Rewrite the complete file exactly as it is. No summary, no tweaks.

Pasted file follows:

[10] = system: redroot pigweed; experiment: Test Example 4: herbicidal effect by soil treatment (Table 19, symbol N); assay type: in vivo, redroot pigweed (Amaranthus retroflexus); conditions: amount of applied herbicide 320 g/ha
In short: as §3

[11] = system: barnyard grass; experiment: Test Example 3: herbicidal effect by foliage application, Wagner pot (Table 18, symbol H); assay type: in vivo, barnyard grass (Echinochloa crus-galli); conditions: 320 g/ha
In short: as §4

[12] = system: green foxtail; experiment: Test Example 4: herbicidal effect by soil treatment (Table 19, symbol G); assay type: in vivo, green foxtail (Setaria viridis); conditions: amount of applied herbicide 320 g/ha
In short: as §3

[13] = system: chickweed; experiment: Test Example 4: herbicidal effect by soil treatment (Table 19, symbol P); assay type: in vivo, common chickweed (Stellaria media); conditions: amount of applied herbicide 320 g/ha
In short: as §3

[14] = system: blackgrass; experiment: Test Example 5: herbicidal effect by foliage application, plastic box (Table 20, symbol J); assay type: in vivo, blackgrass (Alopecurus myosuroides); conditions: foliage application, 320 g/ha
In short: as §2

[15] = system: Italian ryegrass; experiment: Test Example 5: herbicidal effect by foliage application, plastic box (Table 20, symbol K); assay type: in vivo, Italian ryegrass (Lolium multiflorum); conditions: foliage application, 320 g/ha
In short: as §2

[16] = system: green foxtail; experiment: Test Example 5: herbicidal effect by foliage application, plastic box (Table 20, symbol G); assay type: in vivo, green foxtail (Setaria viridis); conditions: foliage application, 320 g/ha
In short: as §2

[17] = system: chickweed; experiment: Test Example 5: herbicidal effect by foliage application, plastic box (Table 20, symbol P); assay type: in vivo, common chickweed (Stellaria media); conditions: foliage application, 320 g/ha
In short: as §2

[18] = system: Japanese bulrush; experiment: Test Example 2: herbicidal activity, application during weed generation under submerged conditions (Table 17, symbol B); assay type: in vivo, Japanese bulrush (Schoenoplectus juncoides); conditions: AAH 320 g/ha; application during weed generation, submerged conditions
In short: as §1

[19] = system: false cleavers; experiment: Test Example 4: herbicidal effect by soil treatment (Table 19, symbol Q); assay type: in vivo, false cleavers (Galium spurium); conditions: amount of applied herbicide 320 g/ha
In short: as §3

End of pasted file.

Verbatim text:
[10] = system: redroot pigweed; experiment: Test Example 4: herbicidal effect by soil treatment (Table 19, symbol N); assay type: in vivo, redroot pigweed (Amaranthus retroflexus); conditions: amount of applied herbicide 320 g/ha
In short: as §3

[11] = system: barnyard grass; experiment: Test Example 3: herbicidal effect by foliage application, Wagner pot (Table 18, symbol H); assay type: in vivo, barnyard grass (Echinochloa crus-galli); conditions: 320 g/ha
In short: as §4

[12] = system: green foxtail; experiment: Test Example 4: herbicidal effect by soil treatment (Table 19, symbol G); assay type: in vivo, green foxtail (Setaria viridis); conditions: amount of applied herbicide 320 g/ha
In short: as §3

[13] = system: chickweed; experiment: Test Example 4: herbicidal effect by soil treatment (Table 19, symbol P); assay type: in vivo, common chickweed (Stellaria media); conditions: amount of applied herbicide 320 g/ha
In short: as §3

[14] = system: blackgrass; experiment: Test Example 5: herbicidal effect by foliage application, plastic box (Table 20, symbol J); assay type: in vivo, blackgrass (Alopecurus myosuroides); conditions: foliage application, 320 g/ha
In short: as §2

[15] = system: Italian ryegrass; experiment: Test Example 5: herbicidal effect by foliage application, plastic box (Table 20, symbol K); assay type: in vivo, Italian ryegrass (Lolium multiflorum); conditions: foliage application, 320 g/ha
In short: as §2

[16] = system: green foxtail; experiment: Test Example 5: herbicidal effect by foliage application, plastic box (Table 20, symbol G); assay type: in vivo, green foxtail (Setaria viridis); conditions: foliage application, 320 g/ha
In short: as §2

[17] = system: chickweed; experiment: Test Example 5: herbicidal effect by foliage application, plastic box (Table 20, symbol P); assay type: in vivo, common chickweed (Stellaria media); conditions: foliage application, 320 g/ha
In short: as §2

[18] = system: Japanese bulrush; experiment: Test Example 2: herbicidal activity, application during weed generation under submerged conditions (Table 17, symbol B); assay type: in vivo, Japanese bulrush (Schoenoplectus juncoides); conditions: AAH 320 g/ha; application during weed generation, submerged conditions
In short: as §1

[19] = system: false cleavers; experiment: Test Example 4: herbicidal effect by soil treatment (Table 19, symbol Q); assay type: in vivo, false cleavers (Galium spurium); conditions: amount of applied herbicide 320 g/ha
In short: as §3